71 percent of Americans waiting on interest rate cuts before hunting for homes: survey

Americans havent given up on homeownership; they are just waiting for it to become cheaper, a recent survey said. (iStock)

Most Americans still dream of homeownership, but the majority are waiting for mortgage rates to drop before they climb the ladder, according to a recent survey.

Sixty-seven percent of respondents said owning a home was one of their most coveted goals, but 71% said they are waiting on rate cuts before entering the market, according to the BMO Financial survey. Of the Americans still planning to buy a home in the current market, 30% said they intended to pull money from their 401(k)-retirement plan to help cover the cost.

Americans will likely have to hold out through another summer for potential relief. Since July, the Federal Reserve has maintained the federal funds rate range at 5.25% to 5.5%. Fed officials have said they anticipate rate cuts for 2024 but need more confidence that inflation is heading toward the 2% target rate.

"In light of persistent strength in the U.S. economy, as well as stubborn underlying inflation, the market has been pushing its expectation for Fed rate cuts into the autumn," Michael Gregory, the deputy chief economist at BMO, said. "Looking ahead to 2025, we expect the Fed to stick to a gradual rate cut pattern."

Homebuyers can find the best mortgage rates by shopping around and comparing options. You can visit an online marketplace like Credible to compare rates, choose your loan term and get preapproved with multiple lenders at once.


Homeowners' insurance costs add to delay

High mortgage rates are not the only thing delaying the dream of owning a home; 43% of respondents said that rising home insurance costs may impact their ability to keep or buy a home. Gen Z feels most impacted by these costs (60%), followed by Millennials (55%).

Homeowner insurance premiums have increased by 55% in the last four years as losses build and insurers struggle to recoup costs, according to a recent Guaranteed Rate Insurance report. In 2023 alone, insurance rates jumped 19%.

The rise in home insurance costs comes as Americans looking to become homeowners struggle with high mortgage rates and home prices. The average 30-year fixed-rate mortgage has held steady above the 7% range for the past month, according to Freddie Mac.

"It's clear that Americans are feeling the strain of elevated rates, and many are uncertain about how to go about navigating the ever-evolving housing market," BMO Head of U.S. Retail Lending Thomas Parrish said. "It's critical, especially during periods of high rates, for customers to engage a mortgage advisor who can guide potential buyers and sellers through the homebuying journey, determine suitable budgets, and dispel common misconceptions about the pathways to homeownership – even if it currently feels out of reach."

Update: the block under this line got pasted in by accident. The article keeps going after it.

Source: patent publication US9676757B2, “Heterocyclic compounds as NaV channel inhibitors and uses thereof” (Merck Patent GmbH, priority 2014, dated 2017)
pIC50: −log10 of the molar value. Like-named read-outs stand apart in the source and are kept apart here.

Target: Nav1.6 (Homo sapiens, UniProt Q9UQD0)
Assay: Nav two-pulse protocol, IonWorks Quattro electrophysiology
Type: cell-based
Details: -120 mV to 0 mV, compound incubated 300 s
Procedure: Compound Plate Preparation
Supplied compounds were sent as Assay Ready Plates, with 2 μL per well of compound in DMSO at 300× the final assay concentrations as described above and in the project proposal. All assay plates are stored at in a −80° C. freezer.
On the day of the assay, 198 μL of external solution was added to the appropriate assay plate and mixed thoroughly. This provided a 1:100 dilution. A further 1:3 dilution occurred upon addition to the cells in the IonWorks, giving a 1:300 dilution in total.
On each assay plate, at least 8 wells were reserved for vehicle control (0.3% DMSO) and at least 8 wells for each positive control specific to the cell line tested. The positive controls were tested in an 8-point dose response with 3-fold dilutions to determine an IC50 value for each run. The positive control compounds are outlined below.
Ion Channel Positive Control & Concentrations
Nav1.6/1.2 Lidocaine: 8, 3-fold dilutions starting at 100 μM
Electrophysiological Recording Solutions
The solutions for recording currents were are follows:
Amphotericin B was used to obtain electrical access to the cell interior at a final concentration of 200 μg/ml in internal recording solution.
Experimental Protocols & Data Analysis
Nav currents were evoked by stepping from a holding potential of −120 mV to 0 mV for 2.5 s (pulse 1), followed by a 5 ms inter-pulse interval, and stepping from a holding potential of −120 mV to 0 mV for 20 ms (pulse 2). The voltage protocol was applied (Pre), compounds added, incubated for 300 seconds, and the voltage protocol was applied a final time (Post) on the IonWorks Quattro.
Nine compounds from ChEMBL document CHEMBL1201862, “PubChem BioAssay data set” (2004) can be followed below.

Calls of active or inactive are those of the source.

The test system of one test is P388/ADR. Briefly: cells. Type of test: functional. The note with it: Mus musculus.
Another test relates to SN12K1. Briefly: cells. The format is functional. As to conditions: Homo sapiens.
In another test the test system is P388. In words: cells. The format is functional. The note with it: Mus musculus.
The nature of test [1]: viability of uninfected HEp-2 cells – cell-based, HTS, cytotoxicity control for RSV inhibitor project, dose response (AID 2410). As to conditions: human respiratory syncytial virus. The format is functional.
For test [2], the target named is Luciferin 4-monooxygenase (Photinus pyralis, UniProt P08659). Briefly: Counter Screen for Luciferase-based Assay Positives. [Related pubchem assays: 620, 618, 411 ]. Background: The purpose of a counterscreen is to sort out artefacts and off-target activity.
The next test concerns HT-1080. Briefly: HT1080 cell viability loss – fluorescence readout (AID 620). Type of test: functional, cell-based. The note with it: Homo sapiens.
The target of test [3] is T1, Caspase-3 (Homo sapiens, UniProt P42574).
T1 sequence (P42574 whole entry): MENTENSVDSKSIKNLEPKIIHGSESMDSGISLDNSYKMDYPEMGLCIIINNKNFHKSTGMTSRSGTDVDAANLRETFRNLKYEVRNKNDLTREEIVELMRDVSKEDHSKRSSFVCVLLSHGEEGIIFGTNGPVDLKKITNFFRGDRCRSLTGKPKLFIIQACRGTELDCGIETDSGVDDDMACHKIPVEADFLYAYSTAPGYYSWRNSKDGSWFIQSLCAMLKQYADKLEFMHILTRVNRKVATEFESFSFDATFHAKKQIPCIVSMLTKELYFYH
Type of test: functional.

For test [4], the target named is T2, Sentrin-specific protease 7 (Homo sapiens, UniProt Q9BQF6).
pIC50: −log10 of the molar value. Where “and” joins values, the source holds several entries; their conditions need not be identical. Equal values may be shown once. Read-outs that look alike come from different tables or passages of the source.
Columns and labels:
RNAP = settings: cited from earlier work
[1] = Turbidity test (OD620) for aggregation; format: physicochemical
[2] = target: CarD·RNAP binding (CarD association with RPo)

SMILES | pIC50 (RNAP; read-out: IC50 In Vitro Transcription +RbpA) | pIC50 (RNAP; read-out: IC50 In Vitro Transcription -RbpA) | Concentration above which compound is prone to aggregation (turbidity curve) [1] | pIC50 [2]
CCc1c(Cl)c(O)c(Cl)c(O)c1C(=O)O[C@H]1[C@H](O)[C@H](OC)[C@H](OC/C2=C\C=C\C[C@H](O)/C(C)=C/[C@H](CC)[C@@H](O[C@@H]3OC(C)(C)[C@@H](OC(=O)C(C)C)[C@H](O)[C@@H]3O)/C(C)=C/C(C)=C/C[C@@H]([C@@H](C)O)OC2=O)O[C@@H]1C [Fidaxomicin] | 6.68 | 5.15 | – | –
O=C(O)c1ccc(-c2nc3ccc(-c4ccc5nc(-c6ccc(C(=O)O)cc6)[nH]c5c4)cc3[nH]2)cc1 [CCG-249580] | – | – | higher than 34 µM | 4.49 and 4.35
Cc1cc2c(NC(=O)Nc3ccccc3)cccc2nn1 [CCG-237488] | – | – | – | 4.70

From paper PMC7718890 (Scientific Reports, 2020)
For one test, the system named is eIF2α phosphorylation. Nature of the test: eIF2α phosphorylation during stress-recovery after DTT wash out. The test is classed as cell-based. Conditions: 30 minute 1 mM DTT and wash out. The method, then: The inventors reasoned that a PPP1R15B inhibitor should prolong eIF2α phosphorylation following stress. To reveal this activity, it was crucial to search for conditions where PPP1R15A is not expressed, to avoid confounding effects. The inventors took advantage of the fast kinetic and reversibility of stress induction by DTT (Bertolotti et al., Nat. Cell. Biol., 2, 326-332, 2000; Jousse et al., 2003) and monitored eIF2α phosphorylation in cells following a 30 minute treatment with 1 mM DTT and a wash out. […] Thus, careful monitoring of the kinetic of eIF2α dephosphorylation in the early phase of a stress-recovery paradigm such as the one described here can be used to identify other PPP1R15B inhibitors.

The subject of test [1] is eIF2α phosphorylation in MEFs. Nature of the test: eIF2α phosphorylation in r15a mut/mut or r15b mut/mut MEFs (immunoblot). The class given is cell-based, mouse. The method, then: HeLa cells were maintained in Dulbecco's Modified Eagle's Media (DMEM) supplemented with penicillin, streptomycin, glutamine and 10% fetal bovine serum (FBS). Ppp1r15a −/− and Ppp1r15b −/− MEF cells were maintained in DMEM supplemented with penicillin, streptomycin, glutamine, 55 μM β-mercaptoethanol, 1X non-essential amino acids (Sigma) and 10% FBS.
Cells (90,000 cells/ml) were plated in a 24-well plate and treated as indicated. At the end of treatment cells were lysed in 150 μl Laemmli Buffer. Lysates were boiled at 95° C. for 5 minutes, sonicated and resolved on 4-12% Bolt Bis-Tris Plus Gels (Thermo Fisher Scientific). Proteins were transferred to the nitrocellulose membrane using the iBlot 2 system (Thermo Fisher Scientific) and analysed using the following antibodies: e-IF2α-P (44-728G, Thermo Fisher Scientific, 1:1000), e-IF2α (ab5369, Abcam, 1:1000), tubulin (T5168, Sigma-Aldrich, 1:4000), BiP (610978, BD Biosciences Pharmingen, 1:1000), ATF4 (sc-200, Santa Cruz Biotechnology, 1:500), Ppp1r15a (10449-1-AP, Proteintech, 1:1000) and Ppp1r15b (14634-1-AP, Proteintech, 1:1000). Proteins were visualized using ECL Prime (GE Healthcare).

If you have a mortgage, you're typically required to carry homeowners insurance, but you don't have to stick with any particular insurance company. If you want to save on your home insurance costs, you could shop around for the best rate. Credible can help you compare home insurance rates from top insurance carriers all in one place.


Homebuyers spending more than they can afford

Higher mortgage rates and home prices mean that 20% of Americans spend roughly 30% of their paychecks on monthly home loan payments, and 10% spend more than half of their pay, according to a recent NewHomesMates.com survey. The survey said those ready to take the plunge have had to sink a larger portion of their paychecks into mortgage payments and make significant cuts to everyday spending. 

Based on the median annual salary and a 10% down payment, most first-time buyers can afford a home priced at about $207,529 — 38% less than the current median-priced home. Increasing the down payment to 20% lowers the salary threshold to $98,202, but saving that amount could take years, the Clever report said. 

Some buyers are finding creative ways to gain a foothold in the challenging market, according to a recent Realtor.com report. One option some consider to help pay off their mortgage and other bills is house hacking. This is when a buyer purchases a home intending to rent out rooms for the long or short term.

The co-buying trend is another way young buyers share homeownership costs, according to the report. Co-buying helps friends and family pool resources to come up with down payments and closing costs. It is also a way to share costly monthly mortgage payments, utility bills and maintenance and repair costs.  

If you're considering becoming a homeowner, it could help to shop around to find the best mortgage rate. Visit Credible to compare options from different lenders and choose the one with the best rate for you.


Have a finance-related question, but don't know who to ask? Email The Credible Money Expert at moneyexpert@credible.com and your question might be answered by Credible in our Money Expert column.